Role of milk and dairy intake in cognitive function in older adults: a systematic review and meta-analysis.Nutr J 2018; 17(1):82NJ
As aging populations increase across the globe, research on lifestyle factors that prevent cognitive decline and dementia is urgently needed. Therefore, a systematic review was conducted to examine the effects of varying levels of milk intake alone or in combination with other dairy products on the outcomes of cognitive function and disorders in adults.
A comprehensive search was conducted across 3 databases (PUBMED, CINAHL, and EMBASE) from their inception through October 2017. Prospective cohort studies and randomized controlled trials (RCTs) that enrolled adults were included. Studies with follow-up durations of less than 4 weeks and studies including schizophrenic patients were excluded. Two independent investigators conducted abstract and full-text screenings, data extractions, and risk-of-bias (ROB) assessments using validated tools. Studies were synthesized qualitatively using a strength of evidence (SoE) rating tool. A random-effects model for meta-analysis was conducted when at least 3 unique studies reported sufficient quantitative data for the same outcome.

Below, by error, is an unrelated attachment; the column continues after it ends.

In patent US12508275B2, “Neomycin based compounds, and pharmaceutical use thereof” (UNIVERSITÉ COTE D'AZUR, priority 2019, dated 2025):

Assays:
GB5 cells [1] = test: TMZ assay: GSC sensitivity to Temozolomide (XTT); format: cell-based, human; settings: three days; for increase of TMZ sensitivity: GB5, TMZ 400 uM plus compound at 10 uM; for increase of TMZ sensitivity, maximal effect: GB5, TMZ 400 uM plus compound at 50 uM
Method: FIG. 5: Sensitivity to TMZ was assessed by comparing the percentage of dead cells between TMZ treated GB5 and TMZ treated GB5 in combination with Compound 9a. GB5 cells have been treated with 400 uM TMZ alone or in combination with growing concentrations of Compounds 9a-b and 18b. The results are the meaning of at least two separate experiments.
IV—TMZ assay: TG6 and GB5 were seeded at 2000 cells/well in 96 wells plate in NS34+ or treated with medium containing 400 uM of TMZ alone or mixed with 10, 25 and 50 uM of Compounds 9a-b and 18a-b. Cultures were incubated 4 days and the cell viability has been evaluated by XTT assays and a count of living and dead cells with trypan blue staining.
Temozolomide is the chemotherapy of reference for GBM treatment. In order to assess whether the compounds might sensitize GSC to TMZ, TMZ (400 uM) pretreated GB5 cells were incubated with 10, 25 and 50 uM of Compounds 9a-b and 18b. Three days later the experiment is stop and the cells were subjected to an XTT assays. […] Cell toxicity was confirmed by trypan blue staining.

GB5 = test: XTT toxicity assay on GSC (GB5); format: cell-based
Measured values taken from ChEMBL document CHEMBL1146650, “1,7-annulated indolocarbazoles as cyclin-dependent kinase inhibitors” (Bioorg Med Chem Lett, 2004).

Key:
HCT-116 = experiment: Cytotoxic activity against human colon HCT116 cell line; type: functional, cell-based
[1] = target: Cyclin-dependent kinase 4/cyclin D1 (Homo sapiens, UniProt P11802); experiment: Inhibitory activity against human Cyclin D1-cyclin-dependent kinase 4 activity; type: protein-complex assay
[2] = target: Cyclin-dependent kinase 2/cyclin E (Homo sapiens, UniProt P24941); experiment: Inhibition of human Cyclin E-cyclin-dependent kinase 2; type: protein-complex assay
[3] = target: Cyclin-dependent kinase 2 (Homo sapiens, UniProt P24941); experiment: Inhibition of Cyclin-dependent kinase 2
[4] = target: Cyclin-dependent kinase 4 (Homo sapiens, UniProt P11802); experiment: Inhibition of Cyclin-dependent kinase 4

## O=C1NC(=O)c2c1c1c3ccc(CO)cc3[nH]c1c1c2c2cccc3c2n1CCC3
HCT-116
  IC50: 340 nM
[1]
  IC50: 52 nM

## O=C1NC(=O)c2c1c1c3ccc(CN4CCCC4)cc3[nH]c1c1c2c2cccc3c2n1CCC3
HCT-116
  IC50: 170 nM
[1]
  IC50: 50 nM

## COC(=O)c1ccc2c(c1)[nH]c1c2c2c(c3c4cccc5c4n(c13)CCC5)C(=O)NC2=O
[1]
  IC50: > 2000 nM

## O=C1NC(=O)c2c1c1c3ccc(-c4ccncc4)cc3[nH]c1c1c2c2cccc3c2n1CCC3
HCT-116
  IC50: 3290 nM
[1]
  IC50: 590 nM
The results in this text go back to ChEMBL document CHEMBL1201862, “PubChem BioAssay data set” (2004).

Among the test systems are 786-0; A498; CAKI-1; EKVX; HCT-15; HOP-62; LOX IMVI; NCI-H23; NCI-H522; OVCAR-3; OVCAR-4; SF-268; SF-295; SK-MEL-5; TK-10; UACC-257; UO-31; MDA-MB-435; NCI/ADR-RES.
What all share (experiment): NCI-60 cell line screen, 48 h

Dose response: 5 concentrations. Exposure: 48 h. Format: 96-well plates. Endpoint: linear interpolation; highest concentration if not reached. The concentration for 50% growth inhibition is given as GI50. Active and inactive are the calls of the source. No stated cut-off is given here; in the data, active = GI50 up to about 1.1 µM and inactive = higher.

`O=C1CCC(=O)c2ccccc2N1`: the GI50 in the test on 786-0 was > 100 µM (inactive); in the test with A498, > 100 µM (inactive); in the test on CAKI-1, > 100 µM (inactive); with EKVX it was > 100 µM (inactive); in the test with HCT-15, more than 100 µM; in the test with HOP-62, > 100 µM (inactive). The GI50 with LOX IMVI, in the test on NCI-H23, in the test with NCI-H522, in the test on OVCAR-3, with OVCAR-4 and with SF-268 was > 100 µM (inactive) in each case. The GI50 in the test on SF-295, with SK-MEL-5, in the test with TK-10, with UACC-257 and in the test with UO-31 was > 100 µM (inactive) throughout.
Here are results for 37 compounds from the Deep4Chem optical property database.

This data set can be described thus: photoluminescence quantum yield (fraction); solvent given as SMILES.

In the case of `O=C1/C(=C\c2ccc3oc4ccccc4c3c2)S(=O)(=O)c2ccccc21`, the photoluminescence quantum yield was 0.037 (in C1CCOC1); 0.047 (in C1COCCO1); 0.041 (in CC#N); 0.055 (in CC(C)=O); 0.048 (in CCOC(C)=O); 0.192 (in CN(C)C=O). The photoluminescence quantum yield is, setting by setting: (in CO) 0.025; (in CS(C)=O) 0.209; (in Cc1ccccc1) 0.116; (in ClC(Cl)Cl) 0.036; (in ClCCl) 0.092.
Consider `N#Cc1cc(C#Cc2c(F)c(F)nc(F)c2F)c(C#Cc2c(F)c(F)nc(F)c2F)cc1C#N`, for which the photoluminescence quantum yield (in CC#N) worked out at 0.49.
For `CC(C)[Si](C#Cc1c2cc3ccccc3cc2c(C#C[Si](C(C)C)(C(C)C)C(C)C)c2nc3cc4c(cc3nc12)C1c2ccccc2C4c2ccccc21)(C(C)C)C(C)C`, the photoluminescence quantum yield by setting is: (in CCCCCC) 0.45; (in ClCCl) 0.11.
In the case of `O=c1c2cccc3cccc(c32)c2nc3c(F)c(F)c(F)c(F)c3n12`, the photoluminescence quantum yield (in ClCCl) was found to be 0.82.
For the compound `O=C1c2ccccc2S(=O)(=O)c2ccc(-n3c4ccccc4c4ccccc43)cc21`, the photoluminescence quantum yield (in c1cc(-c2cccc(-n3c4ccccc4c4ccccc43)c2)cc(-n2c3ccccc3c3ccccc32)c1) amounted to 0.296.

A total of 1 RCT and 7 cohort studies were included. One medium-quality small RCT (n = 38 participants) showed that only spatial working memory was marginally better in the high dairy diet group compared to the low dairy diet group. Two of the 7 cohort studies were rated as having a high ROB, and only 1 cohort study was rated as having a low ROB. There were large methodological and clinical heterogeneities, such as the methods used to assess milk or dairy intake and the characteristics of the study populations. It was impossible to conduct a dose-response meta-analysis because the studies utilized different categories of exposures (e.g., different frequencies of milk consumption or the amount of dairy intake). Thus, the overall SoE was rated as insufficient regarding the associations between milk intake and cognitive decline, dementia, and Alzheimer's disease outcomes. Our meta-analysis of 3 cohort studies showed no significant association between milk intake and cognitive decline outcome (pooled adjusted risk ratio = 1.21; 95% CI: 0.81, 1.82; for highest vs. lowest intake) with large statistical heterogeneity (I2 = 64.1%).
The existing evidence (mostly observational) is too poor to draw a firm conclusion regarding the effect of milk or dairy intake on the risk of cognitive decline or disorders in adults.